Thursday, June 18, 2009

Like The Clash of a Motor with a Camel

Jeffrey Goldberg, not one of Yesha's friends (he penned that biased anti-Levinger piece in The Atlantic some 8 years ago), thinks that:

Settlements make Israel insecure, and they make it seem immoral in the eyes of the world.

And while we're on the subject, let's go back in time, to 1927 and Henry Nevinson:

‘By the waters of Babylon we sat down and wept, when we remembered thee, O Zion.’ In our English country churches we sing the words with a certain pathos, vaguely identifying ourselves with the mourners, and inclined to gloat over the hideous cry for bloodthirsty vengeance with which the little Psalm terminates. Very few of our congregations give a thought to the people who for nearly nineteen centuries have wept beside so many rivers far from Babylon, remembering Zion. It is only in the last few years that their passionate yearning for their ancestral and consecrated country has been granted a fresh and steadfast hope.

Throughout all those centuries, it is true, an occasional Jew would struggle to Jerusalem as a pilgrim, there to live out his remaining years in study and meditation; there to join in the lamentation at the Wall of Wailing; and there to die, awaiting the Messiah’s advent so long deferred. About fifty years ago, some enterprising Jews from Jerusalem began to establish ‘colonies’ in their old country, partly with the aid of Baron Edmond de Rothschild, who poured money lavishly into the cause; and the still flourishing settlements of Petah Tikvah (‘Dawn of Hope’), famous for its Jaffa oranges, the neighboring Rishon-l'Zion, famous for its wines, Rehoboth close by, Rosh Pinah, the beautiful hillside town above Lake Merom, and one or two more, prove the success of the experiment, though all are run upon the old-fashioned lines of private ownership and hired labor.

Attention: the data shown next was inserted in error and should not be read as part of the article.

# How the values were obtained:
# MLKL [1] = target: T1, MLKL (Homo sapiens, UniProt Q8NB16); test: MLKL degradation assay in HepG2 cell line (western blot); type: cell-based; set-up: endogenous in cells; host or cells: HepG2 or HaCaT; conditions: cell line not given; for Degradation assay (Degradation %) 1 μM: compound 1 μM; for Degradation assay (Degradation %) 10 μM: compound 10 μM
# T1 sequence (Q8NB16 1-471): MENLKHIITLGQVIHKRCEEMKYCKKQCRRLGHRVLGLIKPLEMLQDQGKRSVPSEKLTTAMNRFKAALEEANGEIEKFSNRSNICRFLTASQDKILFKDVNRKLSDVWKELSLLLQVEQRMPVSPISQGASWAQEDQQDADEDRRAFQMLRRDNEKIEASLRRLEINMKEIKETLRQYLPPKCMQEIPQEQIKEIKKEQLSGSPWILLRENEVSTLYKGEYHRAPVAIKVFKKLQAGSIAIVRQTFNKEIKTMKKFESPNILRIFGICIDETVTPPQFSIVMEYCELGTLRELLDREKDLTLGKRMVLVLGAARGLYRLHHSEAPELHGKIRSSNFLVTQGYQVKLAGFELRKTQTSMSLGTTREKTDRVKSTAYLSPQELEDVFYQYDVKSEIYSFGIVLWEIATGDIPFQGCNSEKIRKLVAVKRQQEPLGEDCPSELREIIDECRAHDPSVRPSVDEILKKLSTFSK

But the present Zionist movement for acquiring land in Palestine, and planting upon it towns and agricultural villages, is not yet twenty years old. My friend Israel Zangwill, whose recent loss is lamented by all who love high literature and noble enthusiasm, thinking that Palestine was already too full of Arabs and other inhabitants, sought for other lands as a Jewish national home, and consulted me upon the character of various places in Africa where I had traveled. He consulted Professor Gregory, the famous geologist of Glasgow, also, but our reports were not favorable. Nor did the Jews as a body favor any scheme for settlement outside Palestine. For it was to Palestine they were attached by all the sentiments of tradition and worship...

...the settlers worked without much hope, being also harassed by the Arabs and the Turkish officials, and plagued with malaria and want of drainage. A change came with the foundation of the Palestine Land Development Company in 1908, and from that time we may date the rapid growth of the present Zionist Organization...The famous ‘Balfour Declaration’...greatly encouraged the earlier Zionist hope, and the present rapidly growing movement may almost be said to have started from the Declaration's date. Its object is simply to create a national home for Jews in Palestine, not to convert Palestine into a Jewish country, as the Arabs feared, and as certain English officials and clergy still pretend to believe. The total of the Jewish population is now about 150,000, as against some 700,000 or 800,000 Arabs, and only about one tenth of the cultivatable land is owned by the Jewish race, while it is estimated that something like 4,000,000 population could find good livelihood in Palestine if the land were properly developed...